Explore remote and unspoiled Northern Laos where tiny villages line the rivers and rustic village dotting the rugged mountains. Experience Oudomxai, a town of thatched roof houses home to different ethnic groups and the mysterious beauty of the misty mornings in the mountainside town of Phongsali. Travel down river winding through towering limestone cliffs and enter into ancient caves filled with thousands of holy Buddha images.
Day 1: Luang Prabang – Oudomxai
Arrive in Luang Prabang and transfer by road through the scenic Laos countryside to Oudomxai (Muang Xai). Along the way, stop at ethnic minority villages and at Tad Lak Sip-et Waterfall, which cascades in a narrow stream over a limestone cliff.
Oudomaxai is a forested mountainous area in the north-west of the country and home to many ethnic groups, some of whom live in mountain villages in extremely remote areas. The provincial capital has a richly diverse population of Lao Theung and Lao Seung, Chinese and Lao Loum. From the main street, traditional thatched houses spread across the edge of the valley towards the base of the surrounding mountain range. Walk around the town to see the local market, Phou Phra That and then proceed up Phou Xay Hill from where there are panoramic views of the town and surrounding area.
Overnight in Oudomxai.
Day 2: Oudomxai – Boun Neua
Journey by road from Oudomxai to Boun Neua and overnight.
Day 3: Boun Neua – Phongsali
Depart for Phongsali, one of the most remote towns in Laos and set high in the mountains. It sits on the slopes of Mount Phou Fa and has a cool climate with misty mornings all year round. In the centre of the town are houses built in Yunnanese style with ornate wooden fronts. Most of the population in the area belongs to the Phu Noi minority, who maintain a distinct local culture, although they no longer dress traditionally. Visit the summit of Phou Fa and walk up the many steps to That Phou Fa. Visit the Talat local market to see the range of produce for sale and listen to the local villagers barter for the best prices.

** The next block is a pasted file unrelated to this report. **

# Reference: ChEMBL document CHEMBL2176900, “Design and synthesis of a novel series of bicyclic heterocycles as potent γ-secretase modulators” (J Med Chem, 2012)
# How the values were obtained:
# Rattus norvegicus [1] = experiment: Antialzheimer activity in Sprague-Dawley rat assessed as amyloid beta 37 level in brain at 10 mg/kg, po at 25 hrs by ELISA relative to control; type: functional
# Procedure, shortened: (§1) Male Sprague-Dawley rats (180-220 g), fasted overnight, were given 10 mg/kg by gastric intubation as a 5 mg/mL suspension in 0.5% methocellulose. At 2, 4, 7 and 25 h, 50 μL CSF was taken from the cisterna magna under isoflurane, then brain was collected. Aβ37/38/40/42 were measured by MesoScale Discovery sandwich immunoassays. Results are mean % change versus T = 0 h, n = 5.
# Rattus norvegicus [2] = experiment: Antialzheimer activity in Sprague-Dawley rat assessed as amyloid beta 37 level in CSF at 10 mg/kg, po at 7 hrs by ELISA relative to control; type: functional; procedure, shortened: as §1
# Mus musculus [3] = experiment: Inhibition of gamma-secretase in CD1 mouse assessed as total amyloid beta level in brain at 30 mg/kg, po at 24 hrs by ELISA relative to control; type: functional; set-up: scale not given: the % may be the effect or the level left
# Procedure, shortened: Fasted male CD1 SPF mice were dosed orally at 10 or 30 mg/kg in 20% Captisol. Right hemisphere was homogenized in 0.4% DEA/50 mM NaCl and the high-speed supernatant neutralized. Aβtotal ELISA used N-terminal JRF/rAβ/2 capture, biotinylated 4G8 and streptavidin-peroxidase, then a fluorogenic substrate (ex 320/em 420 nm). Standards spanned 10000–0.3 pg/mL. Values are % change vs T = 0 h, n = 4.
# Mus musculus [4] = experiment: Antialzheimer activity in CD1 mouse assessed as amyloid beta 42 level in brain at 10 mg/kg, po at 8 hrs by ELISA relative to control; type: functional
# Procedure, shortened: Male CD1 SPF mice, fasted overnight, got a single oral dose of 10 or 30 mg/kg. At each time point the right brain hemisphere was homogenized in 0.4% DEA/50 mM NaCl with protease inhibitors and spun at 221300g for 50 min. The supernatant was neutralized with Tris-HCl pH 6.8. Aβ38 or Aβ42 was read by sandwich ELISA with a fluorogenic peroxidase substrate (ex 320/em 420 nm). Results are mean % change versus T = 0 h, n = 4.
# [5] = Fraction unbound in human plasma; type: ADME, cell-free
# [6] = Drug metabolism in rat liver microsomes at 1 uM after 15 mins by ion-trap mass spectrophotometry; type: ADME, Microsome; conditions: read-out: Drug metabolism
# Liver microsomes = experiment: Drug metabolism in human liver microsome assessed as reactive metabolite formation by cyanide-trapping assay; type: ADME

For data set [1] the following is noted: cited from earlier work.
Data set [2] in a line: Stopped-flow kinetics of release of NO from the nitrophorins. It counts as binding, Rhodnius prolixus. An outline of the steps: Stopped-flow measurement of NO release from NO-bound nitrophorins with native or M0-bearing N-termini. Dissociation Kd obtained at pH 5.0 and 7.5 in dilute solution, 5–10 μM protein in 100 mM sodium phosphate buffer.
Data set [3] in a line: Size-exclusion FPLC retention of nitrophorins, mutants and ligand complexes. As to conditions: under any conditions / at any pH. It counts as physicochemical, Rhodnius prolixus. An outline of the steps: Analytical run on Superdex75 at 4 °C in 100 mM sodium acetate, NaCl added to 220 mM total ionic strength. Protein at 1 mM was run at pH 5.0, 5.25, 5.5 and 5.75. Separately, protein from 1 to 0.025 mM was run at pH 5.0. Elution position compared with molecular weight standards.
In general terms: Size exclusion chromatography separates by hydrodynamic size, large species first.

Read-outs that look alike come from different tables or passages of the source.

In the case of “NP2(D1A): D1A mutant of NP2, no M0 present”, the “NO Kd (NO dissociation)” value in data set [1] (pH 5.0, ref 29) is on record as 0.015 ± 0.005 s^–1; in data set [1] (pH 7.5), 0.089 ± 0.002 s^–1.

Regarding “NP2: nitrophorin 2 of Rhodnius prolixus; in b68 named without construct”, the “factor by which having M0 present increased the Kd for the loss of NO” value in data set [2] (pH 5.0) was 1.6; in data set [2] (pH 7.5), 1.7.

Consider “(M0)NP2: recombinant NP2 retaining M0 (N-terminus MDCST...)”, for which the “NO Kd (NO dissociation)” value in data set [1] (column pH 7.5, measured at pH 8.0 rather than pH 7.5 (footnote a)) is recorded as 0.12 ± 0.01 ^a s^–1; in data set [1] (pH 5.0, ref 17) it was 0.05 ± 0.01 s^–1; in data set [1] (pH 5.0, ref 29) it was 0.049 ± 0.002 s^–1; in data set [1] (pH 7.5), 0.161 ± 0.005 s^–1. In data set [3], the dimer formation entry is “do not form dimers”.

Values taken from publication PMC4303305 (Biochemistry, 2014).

Overnight in Phongsali.
Day 4: Phongsali – Muang Khua
Set out from Phongsali to Hat Sa and then take a boat to Muang Khua. The northern town of Muang Khua sits on the bank of the Nam Ou River, near the mouth of the Nam Phak and is a beautiful, untouched, peaceful spot. It is home to large numbers of Chinese and Vietnamese immigrants and still has traces of old French colonial architecture. Explore the village on foot to see the local market and the Wat Sikhounmuang and then cross the river via the steel cable suspension bridge. From here enjoy breathtaking views over the Nam Pak River and the mountains.
Overnight in Muang Khua.
Day 5: Muang Khua – Nong Khiaw
In the morning board a boat and journey to Nong Khiaw. This part of the river winds through spectacular scenery, with impressive limestone cliffs, dense vegetation and sandy beaches. On the way, stop at Muang Ngoi, a lovely rustic village right in the middle of the mountains, still inaccessible by road. Break for lunch and spend a few hours exploring the area before continuing to Nong Khiaw, a sleepy market town on the bank of the river with a backdrop of mountains.
Overnight in Nong Khiaw.
Day 6: Nong Khiaw – Luang Prabang
From Nong Khiaw, travel by road to Luang Prabang. Along the way, stop at Ban Pak Ou village and cross by local ferry to the steep limestone cliffs overlooking the Mekong and Nam Ou rivers, home to the Tham Pak Ou Caves, one of the most revered holy sites in Laos. There are actually two caves, Tham Ting and Tham Phoum. Originally they were used for the worship of the river spirit until Buddhism spread into Laos along the southern route from India. Gradually, over the 60 decades, more than 4,000 Buddha images have been placed in the caves. They are mainly wooden figures, some badly damaged, that have been laid out over the wall shelves. They take many different positions, including meditation, teaching, peace, rain, and reclining (nirvana). After exploring these fascinating caves, stop at Ban Xang Hai village. This local village has for centuries made the earthen jars used as fermenting containers for Lao wine. Nowadays, it specialises in producing a wide range of lau lao (Lao whisky) and lau hai (Lao wine).
Overnight in Luang Prabang.
Day 7: Depart